Airport Drinking: Rules of Engagement…

Posted by - January 6, 2012 | Category: Library

In any other situation, opting for a beer at 7am while still bleary-eyed is relatively unthinkable, much less socially acceptable, but not at the airport. The airport is different.

After being frisked, frowned and frolicked through the cattle ranch of customs, and with your sensible nature long-since abandoned at check-in, you’re unleashed into the big gleaming jamboree of the airport departure lounge with a pocket full of foreign currency and a mind full of childish indulgence.

Vintage - bartenders at airport bar - black and white

Irrespective of time, duty or company, the combination of excitement, money, and bars will invariably lead to a “why not, I’m on vacation” ethos.

So with temptation far outweighing reason, here are some tips for the inexperienced airport drinker.

Eat. Eat. Eat.

‘Eating is cheating’ is the usual drinking mantra, but bear in mind this isn’t a student party. Dancing, shouting and vomiting can, and will, often be frowned upon by fellow travellers, not to mention airport staff, law enforcement or disgruntled travelling partners.

As soon as possible, you must bite the overpriced bullet and get something to eat from one of the cafes or restaurants before embarking on any serious drinking. $20 might seem like a lot to pay for a bagel, but it’s a small price to retain some sense of dignity.

No post-drink shopping

As sure as death and taxes, a simple fact of life is that drunks like shiny things – which in an airport can be a problem. Duty free liquor, cologne, gadgets, clothing….the glittering bounty of items on offer can dangerously tickle the inner-magpie in any gurgling airport drunk.

Remember that once you board that plane, you won’t be able to return to these shops to get a refund, so the last thing you need is to arrive at your destination only to realise you’ve spent the majority of your vacation budget on an impossibly futuristic cafetiere you’ll never use.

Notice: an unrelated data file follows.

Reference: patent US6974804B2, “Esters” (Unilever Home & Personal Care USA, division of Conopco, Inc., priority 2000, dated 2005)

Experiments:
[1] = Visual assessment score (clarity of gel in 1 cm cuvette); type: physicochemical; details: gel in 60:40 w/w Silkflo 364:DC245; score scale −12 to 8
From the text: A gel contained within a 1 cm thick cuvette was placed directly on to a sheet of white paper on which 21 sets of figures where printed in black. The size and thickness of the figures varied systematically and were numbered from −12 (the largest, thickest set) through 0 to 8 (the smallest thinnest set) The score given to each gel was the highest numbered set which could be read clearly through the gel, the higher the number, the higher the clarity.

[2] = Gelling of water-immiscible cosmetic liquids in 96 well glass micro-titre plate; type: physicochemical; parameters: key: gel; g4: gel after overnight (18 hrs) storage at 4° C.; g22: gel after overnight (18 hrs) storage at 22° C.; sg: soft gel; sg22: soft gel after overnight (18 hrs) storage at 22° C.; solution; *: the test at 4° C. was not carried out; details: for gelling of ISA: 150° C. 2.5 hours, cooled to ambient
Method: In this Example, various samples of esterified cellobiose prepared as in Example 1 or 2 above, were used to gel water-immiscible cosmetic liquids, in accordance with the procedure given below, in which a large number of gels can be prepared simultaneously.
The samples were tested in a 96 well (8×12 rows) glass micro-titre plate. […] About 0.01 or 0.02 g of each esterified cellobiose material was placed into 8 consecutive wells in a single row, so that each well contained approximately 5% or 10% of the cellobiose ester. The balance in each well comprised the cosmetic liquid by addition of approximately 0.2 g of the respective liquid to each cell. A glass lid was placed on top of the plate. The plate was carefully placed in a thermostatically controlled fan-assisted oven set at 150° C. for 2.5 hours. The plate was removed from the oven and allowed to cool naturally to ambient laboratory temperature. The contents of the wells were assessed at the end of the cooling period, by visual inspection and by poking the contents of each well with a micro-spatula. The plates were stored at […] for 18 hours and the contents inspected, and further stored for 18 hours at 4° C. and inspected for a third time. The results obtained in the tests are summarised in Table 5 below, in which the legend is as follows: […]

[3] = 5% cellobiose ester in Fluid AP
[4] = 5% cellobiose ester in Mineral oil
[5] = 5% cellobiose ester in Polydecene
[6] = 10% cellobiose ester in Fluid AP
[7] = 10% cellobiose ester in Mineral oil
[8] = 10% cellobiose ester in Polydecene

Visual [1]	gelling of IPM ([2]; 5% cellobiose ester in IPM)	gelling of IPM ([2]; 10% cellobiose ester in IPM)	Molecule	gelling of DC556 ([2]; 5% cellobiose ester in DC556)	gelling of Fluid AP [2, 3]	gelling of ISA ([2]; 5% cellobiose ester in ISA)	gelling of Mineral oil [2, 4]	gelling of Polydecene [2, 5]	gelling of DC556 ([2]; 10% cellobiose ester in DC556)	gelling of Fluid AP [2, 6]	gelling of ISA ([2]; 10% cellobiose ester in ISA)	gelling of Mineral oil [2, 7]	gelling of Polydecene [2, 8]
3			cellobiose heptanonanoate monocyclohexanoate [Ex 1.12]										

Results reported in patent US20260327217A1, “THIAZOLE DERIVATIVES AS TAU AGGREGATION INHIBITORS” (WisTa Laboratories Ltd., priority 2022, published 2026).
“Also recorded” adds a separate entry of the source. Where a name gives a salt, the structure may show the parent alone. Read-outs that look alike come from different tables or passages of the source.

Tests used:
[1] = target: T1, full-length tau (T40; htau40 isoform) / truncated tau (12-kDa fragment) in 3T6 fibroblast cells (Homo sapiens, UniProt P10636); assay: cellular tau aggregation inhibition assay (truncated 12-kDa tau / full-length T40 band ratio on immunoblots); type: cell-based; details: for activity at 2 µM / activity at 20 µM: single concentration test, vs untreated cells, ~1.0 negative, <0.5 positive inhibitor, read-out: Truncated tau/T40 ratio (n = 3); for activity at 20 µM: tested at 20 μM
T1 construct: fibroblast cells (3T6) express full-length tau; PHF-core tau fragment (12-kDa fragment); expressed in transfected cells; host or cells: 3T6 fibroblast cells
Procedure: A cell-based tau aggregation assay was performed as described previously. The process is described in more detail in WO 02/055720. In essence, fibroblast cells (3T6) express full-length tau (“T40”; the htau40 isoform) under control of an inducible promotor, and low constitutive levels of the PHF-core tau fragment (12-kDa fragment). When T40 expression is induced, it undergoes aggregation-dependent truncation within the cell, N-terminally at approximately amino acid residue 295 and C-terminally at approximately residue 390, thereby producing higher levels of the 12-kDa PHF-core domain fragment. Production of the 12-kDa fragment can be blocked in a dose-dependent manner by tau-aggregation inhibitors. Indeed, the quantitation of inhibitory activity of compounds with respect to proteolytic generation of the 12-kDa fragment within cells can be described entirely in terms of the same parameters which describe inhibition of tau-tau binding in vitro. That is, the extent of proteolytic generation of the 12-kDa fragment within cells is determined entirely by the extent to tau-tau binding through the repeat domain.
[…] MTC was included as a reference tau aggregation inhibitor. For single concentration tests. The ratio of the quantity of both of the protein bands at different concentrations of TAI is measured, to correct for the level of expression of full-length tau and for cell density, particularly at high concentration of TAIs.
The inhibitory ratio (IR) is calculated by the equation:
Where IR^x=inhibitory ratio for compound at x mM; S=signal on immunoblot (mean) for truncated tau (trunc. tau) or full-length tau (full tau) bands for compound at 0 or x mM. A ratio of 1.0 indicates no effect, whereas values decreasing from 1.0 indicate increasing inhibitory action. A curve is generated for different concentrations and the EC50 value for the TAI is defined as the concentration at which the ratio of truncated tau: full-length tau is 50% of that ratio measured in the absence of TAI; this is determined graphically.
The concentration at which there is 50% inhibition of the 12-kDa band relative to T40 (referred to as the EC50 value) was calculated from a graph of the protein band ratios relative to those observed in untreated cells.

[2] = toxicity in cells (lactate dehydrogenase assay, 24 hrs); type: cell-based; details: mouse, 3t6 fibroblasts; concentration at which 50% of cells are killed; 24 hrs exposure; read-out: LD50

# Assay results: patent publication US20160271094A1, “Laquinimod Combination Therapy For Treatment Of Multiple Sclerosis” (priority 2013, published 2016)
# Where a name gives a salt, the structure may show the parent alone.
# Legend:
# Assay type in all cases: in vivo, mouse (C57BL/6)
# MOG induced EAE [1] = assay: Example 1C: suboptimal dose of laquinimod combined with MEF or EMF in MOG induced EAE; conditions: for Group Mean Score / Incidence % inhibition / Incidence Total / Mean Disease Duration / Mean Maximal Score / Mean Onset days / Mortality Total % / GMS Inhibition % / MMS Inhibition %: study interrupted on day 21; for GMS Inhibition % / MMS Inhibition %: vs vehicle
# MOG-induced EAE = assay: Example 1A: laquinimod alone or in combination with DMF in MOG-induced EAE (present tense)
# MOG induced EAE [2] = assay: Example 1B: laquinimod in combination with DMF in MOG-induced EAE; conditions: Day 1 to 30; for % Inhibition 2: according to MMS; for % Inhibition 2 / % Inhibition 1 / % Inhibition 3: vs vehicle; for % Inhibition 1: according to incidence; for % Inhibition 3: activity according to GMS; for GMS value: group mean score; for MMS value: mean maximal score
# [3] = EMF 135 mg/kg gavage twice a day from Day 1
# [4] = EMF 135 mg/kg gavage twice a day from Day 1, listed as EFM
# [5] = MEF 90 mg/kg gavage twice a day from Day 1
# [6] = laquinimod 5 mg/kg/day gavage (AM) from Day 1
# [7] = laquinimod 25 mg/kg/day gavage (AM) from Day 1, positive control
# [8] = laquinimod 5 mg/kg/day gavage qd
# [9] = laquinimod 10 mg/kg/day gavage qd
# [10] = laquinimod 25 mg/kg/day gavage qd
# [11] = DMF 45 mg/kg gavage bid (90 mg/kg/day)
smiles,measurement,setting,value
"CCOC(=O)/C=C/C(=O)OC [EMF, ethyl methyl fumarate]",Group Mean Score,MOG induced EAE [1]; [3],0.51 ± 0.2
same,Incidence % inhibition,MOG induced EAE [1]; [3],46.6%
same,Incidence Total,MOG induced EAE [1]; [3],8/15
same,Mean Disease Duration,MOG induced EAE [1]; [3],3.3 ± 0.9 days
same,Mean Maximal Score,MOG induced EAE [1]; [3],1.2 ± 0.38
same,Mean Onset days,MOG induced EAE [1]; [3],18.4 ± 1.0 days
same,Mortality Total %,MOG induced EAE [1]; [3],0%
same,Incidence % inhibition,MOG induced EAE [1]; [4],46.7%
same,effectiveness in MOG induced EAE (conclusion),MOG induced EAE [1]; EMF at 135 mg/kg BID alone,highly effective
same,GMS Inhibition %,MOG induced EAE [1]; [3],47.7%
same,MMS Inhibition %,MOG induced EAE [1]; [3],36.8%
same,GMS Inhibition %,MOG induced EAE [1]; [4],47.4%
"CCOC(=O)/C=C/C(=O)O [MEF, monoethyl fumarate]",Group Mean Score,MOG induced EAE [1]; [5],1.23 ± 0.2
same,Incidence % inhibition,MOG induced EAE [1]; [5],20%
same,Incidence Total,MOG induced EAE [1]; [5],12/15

Don’t neglect departure information

This is arguably the most important rule. It goes without saying that no matter how drunk you are, the prospect of being named and shamed over the public address system or missing your flight altogether is a vacation disaster story waiting to happen.

To avoid this, try selecting your drinking location carefully. Many of the bars will be situated near to the boards containing flight information so try to perch yourself somewhere suitable.

Remember to actually check for any updates or information though; the flashing lights of the board in your eye line should help to facilitate this process.

Hand-luggage drink picnic

To many, it’s the fear of hurtling through the air in a big metal tube, to others, it’s the boredom of sitting upright watching a family-friendly Disney film about a down-on-his-luck football coach who eats a magic sausage and wins the Superbowl, but either way the drinking needn’t stop once you’ve boarded the plane.

There is a wide range of miniature liquor bottles available at the airport, so it’s advisable to stock up here to avoid the disapproving gaze of the stewardess as you order your ninth rum.

Airline Stewardess

“I think you’ve had enough, sir” is an unwelcomed sentence at any time, but particularly at 30,000 feet surrounded by disgruntled fellow passengers.

Follow this guide and you will arrive safely at your destination, suitably hung over and ready to waste the start of your vacation sleeping.

Well done you.

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10 comments
  1. I can’t say that I’ve ever indulged in the suds (or wine or spirits) while on a layover. Might have made my eight hours in shit-boring Guangzhou a little more bearable.

  2. The first thing I always do after security is scope the terminal for a bar/restaurant. I’ve got that fear of hurtling through the air in a metal tube, and alcohol is far more helpful than a muscle relaxer. By the way, don’t ever take a muscle relaxer and think you can just ‘rest your eyes’ while waiting. Good nap, but stupid mistake.

  3. I especially appreciate the comment about the $20 airport bagel. I have bought a few of those mostly when traveling on an expense account.

    Some of the most entertaining conversations I have had were in airport bars talking to people who missed their first flight and who thought drinking would be a good way to pass time waiting for their next flight. Beware that good contingency planning disappears after the second double!

  4. Great advice. I tend to at least bring some outside food through security so I have more money for the beer. It was much better when I had a credit card that let me into the lounges around the world–I deliberately arrived extra early for the free food and drinks.
    ChinaMatt recently posted…Peaceful Forest; Busy CityMy Profile

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